VICTORIA - Now that the details about government advertising are out, you can see why the Liberals kept them secret.
The Liberals budgeted $12 million for advertising, down from the previous year because - they said - non-essential advertising was banned in the four-month run-up to the election.
But the ads kept on coming through the year, and no one would say what each lavish campaign cost.
The Liberals had reason to be embarrassed. They blew through the $12-million budget, and spent another $7.5 million, keeping the over-run a secret until after the election.
And the big spending was on ads that most looked partisan pitches for the Liberals’ good works.
Remember those best place to work TV ads? The information released by Finance Minister Carole Taylor reveals they started with a weird goal - "A campaign to inform British Columbians about employment opportunities resulting from the improved economic climate."
C’mon. Was it really necessary to spend $3.8 million to tell British Columbians it’s was a good time to check the 'Help Wanted' section in the newspaper, start a business or hit the boss up for a raise?
The government's tourism ads made slightly more sense - but only slightly.
That campaign cost you $4.4 million. The stated goal was to get British Columbians - and Canadians - to vacation in B.C.
But almost all the ads ran in the province. And if the government was really interested in tourism development, all it had to do was pass the extra cash on to Tourism BC. The Crown corporation has detailed strategies for promoting the province, and needs only money. Another $4.4 million would have made a big difference.
The government didn't give the money to Tourism BC. It tossed it into the pot for a series of ad campaigns that to many people seemed much like the Liberals' election commercials.
And there was the $2.5 million on the best place to go to school, telling people to check a web site, because there were more post-secondary and trades education opportunities than they might think.
It's worth reminding people that there are educational opportunities.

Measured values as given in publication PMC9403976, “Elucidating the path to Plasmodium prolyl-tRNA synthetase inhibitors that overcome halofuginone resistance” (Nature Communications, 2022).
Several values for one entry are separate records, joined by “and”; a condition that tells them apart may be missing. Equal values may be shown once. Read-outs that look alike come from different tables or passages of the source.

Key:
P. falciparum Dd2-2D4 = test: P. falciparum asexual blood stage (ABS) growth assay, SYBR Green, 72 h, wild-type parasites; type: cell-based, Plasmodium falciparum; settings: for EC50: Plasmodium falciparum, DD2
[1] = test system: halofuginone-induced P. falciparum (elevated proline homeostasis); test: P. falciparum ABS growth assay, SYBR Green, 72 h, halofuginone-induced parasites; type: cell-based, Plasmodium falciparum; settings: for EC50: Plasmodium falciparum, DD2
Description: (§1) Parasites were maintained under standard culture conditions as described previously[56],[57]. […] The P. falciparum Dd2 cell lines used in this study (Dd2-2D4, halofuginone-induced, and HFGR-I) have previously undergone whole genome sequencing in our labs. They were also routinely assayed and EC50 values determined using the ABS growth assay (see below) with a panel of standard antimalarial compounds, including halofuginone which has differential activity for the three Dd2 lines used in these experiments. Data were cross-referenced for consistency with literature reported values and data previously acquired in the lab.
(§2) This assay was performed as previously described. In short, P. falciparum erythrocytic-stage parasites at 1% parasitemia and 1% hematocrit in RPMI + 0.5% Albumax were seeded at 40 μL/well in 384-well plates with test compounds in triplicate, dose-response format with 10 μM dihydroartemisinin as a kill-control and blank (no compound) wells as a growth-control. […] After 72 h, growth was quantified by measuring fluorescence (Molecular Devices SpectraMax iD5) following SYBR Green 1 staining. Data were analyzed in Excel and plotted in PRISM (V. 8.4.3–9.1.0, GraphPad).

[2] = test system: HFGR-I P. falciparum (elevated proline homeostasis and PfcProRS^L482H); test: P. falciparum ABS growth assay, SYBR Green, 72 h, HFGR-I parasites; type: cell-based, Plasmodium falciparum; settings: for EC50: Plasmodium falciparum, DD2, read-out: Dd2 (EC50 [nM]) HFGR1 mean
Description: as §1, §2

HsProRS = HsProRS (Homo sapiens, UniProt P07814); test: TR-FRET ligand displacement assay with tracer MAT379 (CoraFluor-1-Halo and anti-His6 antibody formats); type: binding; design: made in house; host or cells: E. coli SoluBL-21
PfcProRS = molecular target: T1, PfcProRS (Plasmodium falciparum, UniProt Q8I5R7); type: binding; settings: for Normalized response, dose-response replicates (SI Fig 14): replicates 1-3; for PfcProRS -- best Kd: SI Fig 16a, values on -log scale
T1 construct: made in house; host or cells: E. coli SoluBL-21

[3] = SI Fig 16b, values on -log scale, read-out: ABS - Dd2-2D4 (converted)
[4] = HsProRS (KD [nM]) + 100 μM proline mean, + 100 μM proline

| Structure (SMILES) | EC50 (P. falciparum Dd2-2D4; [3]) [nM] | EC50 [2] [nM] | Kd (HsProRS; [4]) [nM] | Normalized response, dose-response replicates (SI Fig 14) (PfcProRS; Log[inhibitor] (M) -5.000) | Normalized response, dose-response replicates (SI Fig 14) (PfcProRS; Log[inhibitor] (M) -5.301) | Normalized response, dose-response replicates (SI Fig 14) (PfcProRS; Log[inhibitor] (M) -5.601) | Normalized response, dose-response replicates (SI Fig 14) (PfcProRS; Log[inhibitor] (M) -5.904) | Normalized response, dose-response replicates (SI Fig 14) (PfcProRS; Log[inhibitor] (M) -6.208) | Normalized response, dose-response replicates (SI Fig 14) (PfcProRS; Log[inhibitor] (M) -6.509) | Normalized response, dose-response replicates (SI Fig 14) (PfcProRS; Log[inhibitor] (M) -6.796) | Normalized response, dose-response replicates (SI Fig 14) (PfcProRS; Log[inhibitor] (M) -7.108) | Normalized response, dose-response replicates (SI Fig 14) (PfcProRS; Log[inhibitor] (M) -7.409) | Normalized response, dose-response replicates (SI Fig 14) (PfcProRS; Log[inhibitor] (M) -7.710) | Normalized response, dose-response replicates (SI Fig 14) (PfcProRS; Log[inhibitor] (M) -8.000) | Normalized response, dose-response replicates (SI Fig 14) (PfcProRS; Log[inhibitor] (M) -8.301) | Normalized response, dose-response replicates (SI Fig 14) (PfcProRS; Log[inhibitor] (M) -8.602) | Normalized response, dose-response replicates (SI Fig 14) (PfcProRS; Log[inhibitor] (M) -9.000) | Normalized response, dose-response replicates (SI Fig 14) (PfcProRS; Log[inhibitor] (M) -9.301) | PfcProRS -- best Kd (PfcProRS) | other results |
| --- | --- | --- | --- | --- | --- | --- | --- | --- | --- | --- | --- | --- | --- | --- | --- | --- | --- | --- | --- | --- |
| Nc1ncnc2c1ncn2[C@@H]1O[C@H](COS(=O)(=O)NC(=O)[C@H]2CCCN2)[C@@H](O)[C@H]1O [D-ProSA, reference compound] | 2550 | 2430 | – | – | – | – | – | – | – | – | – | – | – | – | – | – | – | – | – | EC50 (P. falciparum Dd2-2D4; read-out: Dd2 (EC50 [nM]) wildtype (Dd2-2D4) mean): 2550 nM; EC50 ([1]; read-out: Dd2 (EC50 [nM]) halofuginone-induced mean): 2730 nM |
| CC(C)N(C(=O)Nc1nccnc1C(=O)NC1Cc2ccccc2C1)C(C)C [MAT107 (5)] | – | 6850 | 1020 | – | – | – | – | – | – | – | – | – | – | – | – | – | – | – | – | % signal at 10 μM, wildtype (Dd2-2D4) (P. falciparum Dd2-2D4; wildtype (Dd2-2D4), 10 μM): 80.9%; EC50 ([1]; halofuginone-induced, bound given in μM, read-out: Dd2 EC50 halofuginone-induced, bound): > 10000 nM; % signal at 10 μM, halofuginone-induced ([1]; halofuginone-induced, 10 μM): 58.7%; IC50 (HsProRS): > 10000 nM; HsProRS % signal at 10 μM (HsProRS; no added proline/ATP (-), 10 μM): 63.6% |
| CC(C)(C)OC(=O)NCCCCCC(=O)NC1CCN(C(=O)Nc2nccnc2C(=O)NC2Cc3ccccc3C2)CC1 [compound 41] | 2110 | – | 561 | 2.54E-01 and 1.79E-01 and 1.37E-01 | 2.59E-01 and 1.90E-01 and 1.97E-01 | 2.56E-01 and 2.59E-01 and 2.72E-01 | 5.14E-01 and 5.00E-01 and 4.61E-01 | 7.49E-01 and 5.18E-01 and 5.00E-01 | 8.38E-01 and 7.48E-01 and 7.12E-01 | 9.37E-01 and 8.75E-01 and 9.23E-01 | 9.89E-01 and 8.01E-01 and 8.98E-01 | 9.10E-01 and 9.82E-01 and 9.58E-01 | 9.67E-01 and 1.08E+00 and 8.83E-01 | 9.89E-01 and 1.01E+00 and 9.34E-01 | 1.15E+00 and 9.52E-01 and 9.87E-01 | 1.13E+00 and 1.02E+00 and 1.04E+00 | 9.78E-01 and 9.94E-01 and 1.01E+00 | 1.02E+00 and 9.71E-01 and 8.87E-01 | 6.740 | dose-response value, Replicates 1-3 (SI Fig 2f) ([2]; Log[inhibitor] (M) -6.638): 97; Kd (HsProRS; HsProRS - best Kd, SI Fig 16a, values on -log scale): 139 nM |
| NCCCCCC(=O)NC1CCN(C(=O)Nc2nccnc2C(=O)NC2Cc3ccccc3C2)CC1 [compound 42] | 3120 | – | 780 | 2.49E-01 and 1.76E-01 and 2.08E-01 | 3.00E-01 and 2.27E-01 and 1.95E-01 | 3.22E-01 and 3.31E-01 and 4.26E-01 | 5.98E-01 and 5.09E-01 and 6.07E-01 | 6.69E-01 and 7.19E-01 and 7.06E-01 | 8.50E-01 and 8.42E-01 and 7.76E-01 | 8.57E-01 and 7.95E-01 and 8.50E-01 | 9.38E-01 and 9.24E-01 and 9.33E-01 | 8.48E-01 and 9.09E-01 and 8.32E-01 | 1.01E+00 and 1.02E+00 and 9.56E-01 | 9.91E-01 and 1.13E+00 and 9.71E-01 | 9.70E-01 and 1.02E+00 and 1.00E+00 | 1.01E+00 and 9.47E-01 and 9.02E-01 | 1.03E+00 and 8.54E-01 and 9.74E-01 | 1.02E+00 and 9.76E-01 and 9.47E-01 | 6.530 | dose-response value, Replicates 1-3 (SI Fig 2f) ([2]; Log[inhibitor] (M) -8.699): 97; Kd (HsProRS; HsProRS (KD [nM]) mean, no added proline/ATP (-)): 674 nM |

But probably $800,000 in advertising, targeted effectively, would have done the job. The remaining $1.7 million would have funded another 180 post-secondary spaces across the province.
The problem is not just with the campaigns, but the way the Liberals handle the over-spending. They could have tapped the contingency budget,and disclosed the extra spending. They did in other areas. Embarrassing , but open and transparent.
Instead, the public affairs' bureau - part of the premier's office budget - sent bills out to ministries, which hadn't budgeted for any ad expense. One of the Liberal reforms was to fund all advertising out of one central budget.
That had allowed former health minister Colin Hansen to maintain steadfastly that not one penny from the health budget was being spend on ad campaigns.
Until the election year. There was still no money in the budget, but the ministry got a surprise invoice from the premier’s office for $630,000 for ad costs, enough to clear some 170 people off the waiting list for hip replacements.
Of course the NDP governments were just as bad, probably worse. They spent more and were equally partisan.
Government advertising will always be controversial.
But other jurisdictions have tackled the problem. The United Kingdom has had guidelines since 1985 to reduce the risk of partisan, publicly funded advertising intended to help the political prospects of the government in power.
And in fact then B.C. Auditor General George Morfitt recommended similar guidelines for the province in 1996. The NDP did nothing about the recommendations, and the Liberals followed their example.
Guidelines don’t make the issue go away, and there will always be grey areas.
But they would be a start, and at least set standards that guard against the use of taxpayers’ money to promote the interests of the party in power.
Footnote: Taylor deserves credit for releasing the information, which the government had kept secret. She says it’s important for governments to communicate effectively, but plans a review of the advertising efforts over the summer, before the budget is introduced in September.